Samuel Alito mocked foreign critics for the repeal of the Roe v. Wade in Rome on religious freedom

Justice Samuel Alito, appearing in public for the first time since offering a reversal of Roe v. Wade, mocked foreign criticism of the decision in a speech in Rome.

Alito – new beard – gave a talk primarily dedicated to defending religious freedom last week, but it was only released on Thursday by Notre Dame Law School.

“Religious freedom is being attacked in many places because it is dangerous for those who want to be in full power,” Alito said. He added: “It can also develop from something dark and deep in human DNA – a tendency to distrust and dislike people who are not like us.

His speech comes a month after the end of a blockbuster term in which a majority court not only ended federal abortion rights but ruled in favor of religious conservatives. in two cases.

Alito delivered the keynote speech for the Notre Dame Law School’s Religious Freedom Initiative. Much of the speech was devoted to a broad discussion of how religious freedom has been challenged throughout history.

Alito did not discuss the abortion decision leak he wrote – Dobbs v. Jackson – last May, and only indirectly referenced the final version, which he called the “may not” opinion. named.”

He did so by expressing disagreement with foreign leaders who criticized this view.

Alito said: “I am honored to write this article.

He noted that one of the critics was British Prime Minister Boris Johnson, who announced his plans to step down in early July, days after the comments were made.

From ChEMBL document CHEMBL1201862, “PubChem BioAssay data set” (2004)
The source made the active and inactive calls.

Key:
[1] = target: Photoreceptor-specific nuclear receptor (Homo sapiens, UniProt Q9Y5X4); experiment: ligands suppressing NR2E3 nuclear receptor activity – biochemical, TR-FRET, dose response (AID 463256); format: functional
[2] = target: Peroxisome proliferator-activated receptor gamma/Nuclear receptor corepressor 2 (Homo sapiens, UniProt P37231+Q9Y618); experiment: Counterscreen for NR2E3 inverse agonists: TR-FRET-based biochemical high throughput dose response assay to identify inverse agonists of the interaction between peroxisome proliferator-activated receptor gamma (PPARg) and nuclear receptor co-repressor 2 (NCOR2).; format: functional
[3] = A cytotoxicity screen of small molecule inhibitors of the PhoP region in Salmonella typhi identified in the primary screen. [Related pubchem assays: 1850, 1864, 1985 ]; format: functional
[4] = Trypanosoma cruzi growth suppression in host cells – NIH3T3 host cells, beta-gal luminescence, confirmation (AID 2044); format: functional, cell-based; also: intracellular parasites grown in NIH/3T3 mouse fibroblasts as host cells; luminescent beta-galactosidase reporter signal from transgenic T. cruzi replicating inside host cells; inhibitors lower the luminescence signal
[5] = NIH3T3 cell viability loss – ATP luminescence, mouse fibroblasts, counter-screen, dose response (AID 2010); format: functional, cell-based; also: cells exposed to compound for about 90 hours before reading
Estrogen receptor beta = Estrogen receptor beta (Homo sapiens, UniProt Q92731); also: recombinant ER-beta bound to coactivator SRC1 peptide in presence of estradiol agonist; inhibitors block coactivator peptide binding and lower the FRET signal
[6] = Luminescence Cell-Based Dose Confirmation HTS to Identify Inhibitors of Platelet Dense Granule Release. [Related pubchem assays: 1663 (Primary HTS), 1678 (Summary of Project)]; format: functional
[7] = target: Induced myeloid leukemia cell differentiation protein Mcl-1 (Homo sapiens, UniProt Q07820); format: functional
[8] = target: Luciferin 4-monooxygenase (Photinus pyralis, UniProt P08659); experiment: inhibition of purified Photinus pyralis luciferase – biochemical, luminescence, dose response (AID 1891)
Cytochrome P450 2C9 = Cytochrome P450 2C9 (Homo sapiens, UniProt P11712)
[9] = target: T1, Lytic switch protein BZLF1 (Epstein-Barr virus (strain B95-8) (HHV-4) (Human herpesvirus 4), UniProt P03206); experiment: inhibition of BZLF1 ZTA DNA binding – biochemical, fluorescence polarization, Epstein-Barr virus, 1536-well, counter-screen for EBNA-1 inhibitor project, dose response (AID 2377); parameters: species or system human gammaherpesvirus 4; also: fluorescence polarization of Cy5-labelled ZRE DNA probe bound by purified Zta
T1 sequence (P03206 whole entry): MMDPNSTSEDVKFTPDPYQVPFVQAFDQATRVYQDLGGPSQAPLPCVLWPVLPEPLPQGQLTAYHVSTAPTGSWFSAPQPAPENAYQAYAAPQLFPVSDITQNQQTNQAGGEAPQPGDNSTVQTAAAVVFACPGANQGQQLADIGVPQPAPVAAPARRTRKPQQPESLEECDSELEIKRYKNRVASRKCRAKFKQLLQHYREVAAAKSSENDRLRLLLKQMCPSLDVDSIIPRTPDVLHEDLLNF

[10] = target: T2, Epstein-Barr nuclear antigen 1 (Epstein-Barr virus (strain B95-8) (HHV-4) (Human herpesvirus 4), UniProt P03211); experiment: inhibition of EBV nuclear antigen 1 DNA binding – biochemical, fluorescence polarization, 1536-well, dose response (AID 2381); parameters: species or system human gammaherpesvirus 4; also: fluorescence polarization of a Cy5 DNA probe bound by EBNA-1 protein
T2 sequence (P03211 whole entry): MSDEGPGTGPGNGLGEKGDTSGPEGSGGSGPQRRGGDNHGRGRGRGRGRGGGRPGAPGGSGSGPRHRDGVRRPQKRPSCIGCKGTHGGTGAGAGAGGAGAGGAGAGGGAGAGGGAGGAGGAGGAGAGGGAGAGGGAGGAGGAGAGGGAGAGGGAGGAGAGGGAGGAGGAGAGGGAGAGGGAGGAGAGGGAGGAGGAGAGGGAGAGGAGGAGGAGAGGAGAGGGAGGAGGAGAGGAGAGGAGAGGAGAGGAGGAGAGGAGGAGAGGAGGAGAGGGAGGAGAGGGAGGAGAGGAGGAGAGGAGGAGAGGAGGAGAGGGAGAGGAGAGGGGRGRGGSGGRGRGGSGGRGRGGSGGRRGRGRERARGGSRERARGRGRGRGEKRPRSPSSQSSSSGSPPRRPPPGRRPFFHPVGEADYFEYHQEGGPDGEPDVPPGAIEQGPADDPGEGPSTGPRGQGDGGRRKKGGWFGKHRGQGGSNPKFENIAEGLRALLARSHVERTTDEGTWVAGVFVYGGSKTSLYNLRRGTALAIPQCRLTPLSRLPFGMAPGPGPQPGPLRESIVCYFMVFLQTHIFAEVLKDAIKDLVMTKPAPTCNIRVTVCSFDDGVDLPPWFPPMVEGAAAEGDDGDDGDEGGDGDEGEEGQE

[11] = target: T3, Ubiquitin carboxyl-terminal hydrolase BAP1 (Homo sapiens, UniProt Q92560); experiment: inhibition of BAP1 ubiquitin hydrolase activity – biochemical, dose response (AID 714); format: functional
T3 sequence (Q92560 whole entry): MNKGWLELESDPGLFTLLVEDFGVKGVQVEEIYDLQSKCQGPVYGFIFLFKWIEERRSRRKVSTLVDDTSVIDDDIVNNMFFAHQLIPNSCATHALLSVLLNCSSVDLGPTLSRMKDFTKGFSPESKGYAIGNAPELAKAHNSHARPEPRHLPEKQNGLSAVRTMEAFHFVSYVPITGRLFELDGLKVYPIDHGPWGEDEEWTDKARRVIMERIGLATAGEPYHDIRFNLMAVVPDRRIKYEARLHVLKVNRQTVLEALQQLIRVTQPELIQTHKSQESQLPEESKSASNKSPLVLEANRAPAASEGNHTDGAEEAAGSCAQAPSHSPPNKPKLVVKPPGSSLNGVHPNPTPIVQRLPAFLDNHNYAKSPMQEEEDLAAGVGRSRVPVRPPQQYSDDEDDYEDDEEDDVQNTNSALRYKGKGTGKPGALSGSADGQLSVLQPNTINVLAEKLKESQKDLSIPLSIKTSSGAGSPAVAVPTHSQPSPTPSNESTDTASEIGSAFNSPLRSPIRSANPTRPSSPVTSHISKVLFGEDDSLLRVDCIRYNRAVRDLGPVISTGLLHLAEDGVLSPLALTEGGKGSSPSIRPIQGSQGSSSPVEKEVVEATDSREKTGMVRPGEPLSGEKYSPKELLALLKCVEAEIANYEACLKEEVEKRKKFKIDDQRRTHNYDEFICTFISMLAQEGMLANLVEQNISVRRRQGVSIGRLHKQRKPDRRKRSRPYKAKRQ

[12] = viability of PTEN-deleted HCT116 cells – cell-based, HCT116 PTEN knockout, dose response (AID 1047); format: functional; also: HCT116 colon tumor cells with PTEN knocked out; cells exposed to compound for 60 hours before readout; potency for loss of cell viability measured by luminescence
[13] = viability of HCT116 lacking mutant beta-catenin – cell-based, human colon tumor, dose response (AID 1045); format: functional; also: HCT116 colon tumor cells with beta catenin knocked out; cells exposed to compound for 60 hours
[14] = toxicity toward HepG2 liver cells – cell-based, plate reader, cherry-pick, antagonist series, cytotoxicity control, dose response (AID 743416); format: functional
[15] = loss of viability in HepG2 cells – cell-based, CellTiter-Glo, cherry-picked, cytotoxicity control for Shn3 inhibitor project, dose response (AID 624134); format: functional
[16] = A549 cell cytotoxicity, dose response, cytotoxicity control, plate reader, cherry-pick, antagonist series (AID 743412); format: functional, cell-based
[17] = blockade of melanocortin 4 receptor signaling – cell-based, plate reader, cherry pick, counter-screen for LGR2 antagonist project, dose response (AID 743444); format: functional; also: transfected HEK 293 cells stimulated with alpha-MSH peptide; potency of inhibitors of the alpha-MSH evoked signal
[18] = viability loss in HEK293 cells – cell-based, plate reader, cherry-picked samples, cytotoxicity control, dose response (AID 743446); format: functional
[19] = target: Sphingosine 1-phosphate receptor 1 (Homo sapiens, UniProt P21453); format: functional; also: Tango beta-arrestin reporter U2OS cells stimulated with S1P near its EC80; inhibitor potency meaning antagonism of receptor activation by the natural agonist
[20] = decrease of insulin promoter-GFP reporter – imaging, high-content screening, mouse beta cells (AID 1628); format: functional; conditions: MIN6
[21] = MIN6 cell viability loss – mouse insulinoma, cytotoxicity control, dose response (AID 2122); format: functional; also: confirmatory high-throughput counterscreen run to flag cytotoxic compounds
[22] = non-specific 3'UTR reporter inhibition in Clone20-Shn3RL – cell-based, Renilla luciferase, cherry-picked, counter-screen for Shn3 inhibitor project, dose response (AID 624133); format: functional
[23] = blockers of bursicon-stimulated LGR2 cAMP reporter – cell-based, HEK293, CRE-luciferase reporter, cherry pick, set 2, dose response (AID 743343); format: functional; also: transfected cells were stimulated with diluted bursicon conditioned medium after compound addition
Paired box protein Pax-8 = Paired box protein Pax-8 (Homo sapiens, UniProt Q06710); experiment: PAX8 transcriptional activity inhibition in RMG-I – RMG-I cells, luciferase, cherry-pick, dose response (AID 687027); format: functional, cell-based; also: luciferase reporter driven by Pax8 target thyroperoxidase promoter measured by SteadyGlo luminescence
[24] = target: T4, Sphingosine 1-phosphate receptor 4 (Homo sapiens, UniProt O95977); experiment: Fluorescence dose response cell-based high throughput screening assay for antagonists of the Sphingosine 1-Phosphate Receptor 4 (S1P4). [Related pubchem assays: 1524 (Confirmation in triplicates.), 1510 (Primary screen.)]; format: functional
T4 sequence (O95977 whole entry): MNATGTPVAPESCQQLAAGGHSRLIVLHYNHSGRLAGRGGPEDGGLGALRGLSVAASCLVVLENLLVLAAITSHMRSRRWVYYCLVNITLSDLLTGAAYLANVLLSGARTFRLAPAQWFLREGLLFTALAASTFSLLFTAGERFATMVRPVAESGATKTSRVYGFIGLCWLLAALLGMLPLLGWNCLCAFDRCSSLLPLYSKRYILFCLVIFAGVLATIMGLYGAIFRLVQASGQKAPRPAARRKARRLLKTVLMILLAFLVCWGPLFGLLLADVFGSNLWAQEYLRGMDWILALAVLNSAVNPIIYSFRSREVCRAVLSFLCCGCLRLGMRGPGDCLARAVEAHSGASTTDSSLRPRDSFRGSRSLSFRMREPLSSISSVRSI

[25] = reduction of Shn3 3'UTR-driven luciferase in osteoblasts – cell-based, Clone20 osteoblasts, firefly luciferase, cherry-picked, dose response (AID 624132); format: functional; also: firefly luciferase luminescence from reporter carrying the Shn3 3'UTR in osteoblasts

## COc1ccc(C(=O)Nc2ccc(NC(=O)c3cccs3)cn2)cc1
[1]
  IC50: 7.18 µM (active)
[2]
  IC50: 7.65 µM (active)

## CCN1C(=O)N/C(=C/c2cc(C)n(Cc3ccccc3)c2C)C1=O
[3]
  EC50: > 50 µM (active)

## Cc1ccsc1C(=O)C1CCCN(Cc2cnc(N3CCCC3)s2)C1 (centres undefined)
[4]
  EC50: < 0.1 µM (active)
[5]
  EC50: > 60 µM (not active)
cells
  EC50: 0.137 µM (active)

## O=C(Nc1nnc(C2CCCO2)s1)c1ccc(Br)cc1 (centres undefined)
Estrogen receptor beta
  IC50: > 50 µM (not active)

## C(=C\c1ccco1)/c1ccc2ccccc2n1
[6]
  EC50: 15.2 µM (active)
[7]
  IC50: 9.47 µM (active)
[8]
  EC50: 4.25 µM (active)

“He paid the price,” Alito said with laughter and applause. He also criticized French President Emmanuel Macron and Canadian Prime Minister Justin Trudeau for their critical comments.

With irony, Alito told the audience that what really “hurts” him was when Prince Harry, Duke of Sussex, “speaks before the United Nations and seems to compare ‘the decision may not be’ named’ with Russia’s attack on Ukraine.”

Returning to the issue of religious freedom, Alito said that one challenge is to “convince people that religious freedom is worth defending if they don’t think religion is a good thing worth defending.”

He said such an effort might require a focus on how religion promotes “peace in the water.”

“It provides a way for people of religious diversity to stick together and thrive,” he said, noting that “the American experience illustrates that well.”

He also points to the great charitable work done by religious groups and people of faith.

In 2021, a court found that Philadelphia violated the First Amendment by freezing the contract of a Catholic foster care agency that refused to work with same-sex foster parents because the agency believed marriage must be between a man and a woman. Alito wrote exclusively to complain that the court had not gone far enough in its opinion and should have made it much more difficult for the government to enforce laws that burden certain individuals’ religious beliefs. core.

“The court made an ingenious decision that left religious freedom in a state of confusion and vulnerability,” Alito later wrote.

However, during the term just ended, the court twice ruled in favor of religious conservatives. In one case, it sided with a public high school football coach who sought to pray at 50 yards after games. In another opinion, the state of Maine cannot exclude religious schools from its tuition assistance programs for public and private schools.

Alito concluded his talk in Rome with a biblical reference. He said that “advocates of religious freedom who ‘go out as wise as snakes and harmless as doves’ can expect to find hearts open to their message.”

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